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  • How Can You Calculate Step Motor Trajectories?

    Oct
    28

    Step motor motion is conceptually simple: Just rotate the stator field and the rotor will follow, so long as you don’t expect it to violate the laws of physics.  An easy but unpleasant way to violate said laws is to ask for more acceleration than the motor can achieve.  So how does one perform step motor trajectory calculations? As we learned in the post Dynamic Torque & Step Motor Sizing, maximum acceleration is determined by torque divided by inertia.

  • How Does Holding Torque Differ From Pullout Torque?

    Oct
    28

    The first thing many new users ask about step motors is: "what's the difference between holding torque and pullout torque?". Which one matters to me (as Herb Tarlek might say)? If you apply a constant current to one winding of a step motor, torque is produced according to this formula:

    torque_eqn

  • Why Do Step Motors Get Hot?

    Oct
    28

    In our post Step Motor Heating we looked at step motor losses over a wide range of speeds and power supply voltages. Now, we deepen our examination. Step motors waste power in two ways: copper losses that result from the electrical resistance of the stator coils and iron losses from magnetic hysteresis and eddy currents. In both cases, this lost power results in the motor heating.

  • Step Motor Heating

    Oct
    28

    In our last post, we showed that you can get more torque at higher speeds if you operate a motor at a higher voltage.  In the example below, the red curve, measured at 70 VDC, provides much better high speed torque than the orange (12V) curve.   So why not always use 70 volts?  Better still, why not apply 100 volts and really flatten out that curve?

  • What is Step Motor Stack Length?

    Oct
    28

    In our post What Do NEMA Sizes Mean?, we examined the NEMA frame sizes in which step motors are made. Larger frame sizes produce more torque. But this is not a one dimensional process: within a given frame size, the motor length can vary and that also affects torque. Because step motors require expensive tooling in order to be produced economically, a fixed rotor length is chosen, as is the stator that surrounds it.

  • How Does A Step Motor Work?

    Oct
    28

    Though it's long been rumored that step motors are driven by tiny hamsters on wheels contained inside, I can assure you that this is not only untrue, but also promulgated by unscrupulous pneumatic actuator salesmen.  So how does a step motor work? In reality, step motors operate by electromagnetism.  Specifically, a permanent magnet rotor such as the one shown below is attracted to electromagnets that reside in the stator.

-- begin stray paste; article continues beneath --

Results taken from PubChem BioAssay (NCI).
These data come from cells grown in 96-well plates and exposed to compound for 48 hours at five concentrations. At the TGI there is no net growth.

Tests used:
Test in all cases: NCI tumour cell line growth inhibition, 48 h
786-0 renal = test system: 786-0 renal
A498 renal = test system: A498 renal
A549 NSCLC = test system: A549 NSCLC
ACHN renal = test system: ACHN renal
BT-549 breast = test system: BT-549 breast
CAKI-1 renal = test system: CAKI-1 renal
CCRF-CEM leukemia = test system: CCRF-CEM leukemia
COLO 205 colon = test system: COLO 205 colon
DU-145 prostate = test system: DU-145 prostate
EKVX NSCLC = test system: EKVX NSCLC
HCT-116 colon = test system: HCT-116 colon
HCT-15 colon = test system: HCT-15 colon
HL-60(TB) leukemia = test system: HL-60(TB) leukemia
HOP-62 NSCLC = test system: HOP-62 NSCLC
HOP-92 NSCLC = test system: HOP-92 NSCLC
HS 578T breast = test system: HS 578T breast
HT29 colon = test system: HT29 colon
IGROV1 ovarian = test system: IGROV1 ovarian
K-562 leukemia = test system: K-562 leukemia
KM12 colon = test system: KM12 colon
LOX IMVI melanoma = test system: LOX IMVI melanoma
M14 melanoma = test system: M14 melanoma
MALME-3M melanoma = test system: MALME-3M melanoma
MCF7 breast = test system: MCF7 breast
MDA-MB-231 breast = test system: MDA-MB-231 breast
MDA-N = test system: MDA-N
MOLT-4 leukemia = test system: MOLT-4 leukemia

• What do NEMA sizes mean?

    Oct
    28

    Step motors are categorized by frame size, such as "size 11" or "size 23".  Ever wonder how that came to be or what it means?  The National Electrical Manufacturers Association sets standards for many electrical products, including step motors.  Generally speaking, "size 11" mean the mounting face of the motor is 1.1 inches square.

  • Dynamic Torque & Step Motor Sizing

    Oct
    28

    In the posts What Do NEMA Sizes Mean? and What is Step Motor Stack Length? we discussed factors affecting holding torque in step motors, such as frame size and stack length.  Holding torque is a measure of how much rotating force is required to force a stationary step motor shaft out of position.

  • How Do You Mount A Step Motor?

    Oct
    28

    If you are new to step motors, you may be wondering how to mount one in your application. You’ll need to be concerned with three things: piloting the motor, fastening it to the mounting surface, and coupling the shaft to your load.

  • Modeling a Step Motor Generator

    Oct
    28

    In our last post, we explored the possibility of connecting a step motor to a small gas engine for use in recharging a 12 volt battery. The effort resulted in a computer model which we hoped to use to optimize the design without having to expend excessive time and effort on trial and error. Our first concern was whether the step motor had the optimal number of winding turns on the stator. Changing the winding of a step motor is a difficult experiment because of the complexity of reprogramming a winding machine and loading it with a different size wire.

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